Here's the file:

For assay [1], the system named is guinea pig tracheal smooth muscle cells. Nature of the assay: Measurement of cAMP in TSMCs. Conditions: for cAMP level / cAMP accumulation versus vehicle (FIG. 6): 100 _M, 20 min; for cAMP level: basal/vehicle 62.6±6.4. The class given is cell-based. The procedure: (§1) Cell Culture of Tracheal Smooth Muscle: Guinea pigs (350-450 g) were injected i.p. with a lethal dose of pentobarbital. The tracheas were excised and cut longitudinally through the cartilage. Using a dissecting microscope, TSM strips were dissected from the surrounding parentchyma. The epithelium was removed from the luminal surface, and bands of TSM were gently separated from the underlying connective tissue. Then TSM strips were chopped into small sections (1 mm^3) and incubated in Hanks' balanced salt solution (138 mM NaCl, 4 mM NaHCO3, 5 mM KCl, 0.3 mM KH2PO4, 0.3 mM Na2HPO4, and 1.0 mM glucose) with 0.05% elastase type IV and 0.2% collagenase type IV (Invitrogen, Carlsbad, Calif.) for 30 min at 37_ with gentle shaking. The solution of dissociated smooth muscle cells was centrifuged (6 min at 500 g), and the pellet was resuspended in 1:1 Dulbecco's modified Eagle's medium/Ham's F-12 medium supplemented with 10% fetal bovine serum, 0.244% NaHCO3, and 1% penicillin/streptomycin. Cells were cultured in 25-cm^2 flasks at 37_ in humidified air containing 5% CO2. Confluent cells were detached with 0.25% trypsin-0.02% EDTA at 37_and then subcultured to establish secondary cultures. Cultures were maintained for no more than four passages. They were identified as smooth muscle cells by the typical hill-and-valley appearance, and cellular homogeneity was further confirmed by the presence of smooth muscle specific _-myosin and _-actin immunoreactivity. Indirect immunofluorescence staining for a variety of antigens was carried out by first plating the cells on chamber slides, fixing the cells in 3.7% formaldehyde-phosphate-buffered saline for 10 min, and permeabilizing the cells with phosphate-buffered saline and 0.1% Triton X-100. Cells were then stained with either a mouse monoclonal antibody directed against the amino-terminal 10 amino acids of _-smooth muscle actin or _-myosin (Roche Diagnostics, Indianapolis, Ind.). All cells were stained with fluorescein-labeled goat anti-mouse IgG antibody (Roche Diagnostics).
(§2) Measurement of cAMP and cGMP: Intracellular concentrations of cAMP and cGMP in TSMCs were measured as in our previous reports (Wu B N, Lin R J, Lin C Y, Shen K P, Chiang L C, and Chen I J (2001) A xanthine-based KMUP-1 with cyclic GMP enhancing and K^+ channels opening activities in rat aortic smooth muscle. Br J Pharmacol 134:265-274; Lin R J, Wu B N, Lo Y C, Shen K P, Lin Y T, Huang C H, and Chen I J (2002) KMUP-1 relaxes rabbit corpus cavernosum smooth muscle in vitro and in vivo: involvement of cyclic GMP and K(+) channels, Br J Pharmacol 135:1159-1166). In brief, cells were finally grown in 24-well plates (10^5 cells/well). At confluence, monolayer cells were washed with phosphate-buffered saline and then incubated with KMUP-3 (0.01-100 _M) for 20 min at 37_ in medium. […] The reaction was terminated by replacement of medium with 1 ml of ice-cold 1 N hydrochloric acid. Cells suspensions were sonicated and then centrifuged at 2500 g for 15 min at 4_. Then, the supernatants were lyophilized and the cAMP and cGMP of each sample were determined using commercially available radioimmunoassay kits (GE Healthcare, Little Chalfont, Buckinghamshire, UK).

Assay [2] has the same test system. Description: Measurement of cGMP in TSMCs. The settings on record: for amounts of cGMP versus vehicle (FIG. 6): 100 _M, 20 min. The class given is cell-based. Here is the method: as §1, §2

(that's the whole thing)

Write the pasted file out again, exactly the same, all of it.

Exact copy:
For assay [1], the system named is guinea pig tracheal smooth muscle cells. Nature of the assay: Measurement of cAMP in TSMCs. Conditions: for cAMP level / cAMP accumulation versus vehicle (FIG. 6): 100 _M, 20 min; for cAMP level: basal/vehicle 62.6±6.4. The class given is cell-based. The procedure: (§1) Cell Culture of Tracheal Smooth Muscle: Guinea pigs (350-450 g) were injected i.p. with a lethal dose of pentobarbital. The tracheas were excised and cut longitudinally through the cartilage. Using a dissecting microscope, TSM strips were dissected from the surrounding parentchyma. The epithelium was removed from the luminal surface, and bands of TSM were gently separated from the underlying connective tissue. Then TSM strips were chopped into small sections (1 mm^3) and incubated in Hanks' balanced salt solution (138 mM NaCl, 4 mM NaHCO3, 5 mM KCl, 0.3 mM KH2PO4, 0.3 mM Na2HPO4, and 1.0 mM glucose) with 0.05% elastase type IV and 0.2% collagenase type IV (Invitrogen, Carlsbad, Calif.) for 30 min at 37_ with gentle shaking. The solution of dissociated smooth muscle cells was centrifuged (6 min at 500 g), and the pellet was resuspended in 1:1 Dulbecco's modified Eagle's medium/Ham's F-12 medium supplemented with 10% fetal bovine serum, 0.244% NaHCO3, and 1% penicillin/streptomycin. Cells were cultured in 25-cm^2 flasks at 37_ in humidified air containing 5% CO2. Confluent cells were detached with 0.25% trypsin-0.02% EDTA at 37_and then subcultured to establish secondary cultures. Cultures were maintained for no more than four passages. They were identified as smooth muscle cells by the typical hill-and-valley appearance, and cellular homogeneity was further confirmed by the presence of smooth muscle specific _-myosin and _-actin immunoreactivity. Indirect immunofluorescence staining for a variety of antigens was carried out by first plating the cells on chamber slides, fixing the cells in 3.7% formaldehyde-phosphate-buffered saline for 10 min, and permeabilizing the cells with phosphate-buffered saline and 0.1% Triton X-100. Cells were then stained with either a mouse monoclonal antibody directed against the amino-terminal 10 amino acids of _-smooth muscle actin or _-myosin (Roche Diagnostics, Indianapolis, Ind.). All cells were stained with fluorescein-labeled goat anti-mouse IgG antibody (Roche Diagnostics).
(§2) Measurement of cAMP and cGMP: Intracellular concentrations of cAMP and cGMP in TSMCs were measured as in our previous reports (Wu B N, Lin R J, Lin C Y, Shen K P, Chiang L C, and Chen I J (2001) A xanthine-based KMUP-1 with cyclic GMP enhancing and K^+ channels opening activities in rat aortic smooth muscle. Br J Pharmacol 134:265-274; Lin R J, Wu B N, Lo Y C, Shen K P, Lin Y T, Huang C H, and Chen I J (2002) KMUP-1 relaxes rabbit corpus cavernosum smooth muscle in vitro and in vivo: involvement of cyclic GMP and K(+) channels, Br J Pharmacol 135:1159-1166). In brief, cells were finally grown in 24-well plates (10^5 cells/well). At confluence, monolayer cells were washed with phosphate-buffered saline and then incubated with KMUP-3 (0.01-100 _M) for 20 min at 37_ in medium. […] The reaction was terminated by replacement of medium with 1 ml of ice-cold 1 N hydrochloric acid. Cells suspensions were sonicated and then centrifuged at 2500 g for 15 min at 4_. Then, the supernatants were lyophilized and the cAMP and cGMP of each sample were determined using commercially available radioimmunoassay kits (GE Healthcare, Little Chalfont, Buckinghamshire, UK).

Assay [2] has the same test system. Description: Measurement of cGMP in TSMCs. The settings on record: for amounts of cGMP versus vehicle (FIG. 6): 100 _M, 20 min. The class given is cell-based. Here is the method: as §1, §2